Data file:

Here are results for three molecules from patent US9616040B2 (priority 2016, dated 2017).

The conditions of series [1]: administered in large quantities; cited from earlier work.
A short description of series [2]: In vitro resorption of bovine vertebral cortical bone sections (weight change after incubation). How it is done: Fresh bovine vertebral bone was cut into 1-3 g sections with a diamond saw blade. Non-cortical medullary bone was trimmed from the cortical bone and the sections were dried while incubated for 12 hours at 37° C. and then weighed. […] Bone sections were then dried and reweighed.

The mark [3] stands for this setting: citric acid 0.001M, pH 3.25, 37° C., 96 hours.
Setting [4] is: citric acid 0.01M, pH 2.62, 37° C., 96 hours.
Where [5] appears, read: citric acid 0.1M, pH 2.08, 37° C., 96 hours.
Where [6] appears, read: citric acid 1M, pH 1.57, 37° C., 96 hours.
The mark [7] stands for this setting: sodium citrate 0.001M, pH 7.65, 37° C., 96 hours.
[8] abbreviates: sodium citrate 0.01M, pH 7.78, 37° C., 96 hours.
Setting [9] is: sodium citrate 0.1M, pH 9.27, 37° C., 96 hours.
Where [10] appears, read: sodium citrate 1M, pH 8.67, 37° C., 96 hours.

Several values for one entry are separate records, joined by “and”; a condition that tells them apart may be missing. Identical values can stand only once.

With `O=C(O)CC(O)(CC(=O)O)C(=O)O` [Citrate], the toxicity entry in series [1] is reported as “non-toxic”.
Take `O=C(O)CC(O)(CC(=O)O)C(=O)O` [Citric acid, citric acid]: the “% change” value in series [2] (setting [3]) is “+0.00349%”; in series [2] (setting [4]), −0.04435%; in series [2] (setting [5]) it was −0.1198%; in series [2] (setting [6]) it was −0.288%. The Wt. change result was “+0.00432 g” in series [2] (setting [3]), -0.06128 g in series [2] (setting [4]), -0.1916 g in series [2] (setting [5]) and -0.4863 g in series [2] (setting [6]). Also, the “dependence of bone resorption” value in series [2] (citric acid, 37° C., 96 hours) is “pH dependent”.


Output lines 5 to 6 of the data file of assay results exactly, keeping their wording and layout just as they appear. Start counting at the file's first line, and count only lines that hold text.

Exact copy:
Setting [4] is: citric acid 0.01M, pH 2.62, 37° C., 96 hours.
Where [5] appears, read: citric acid 0.1M, pH 2.08, 37° C., 96 hours.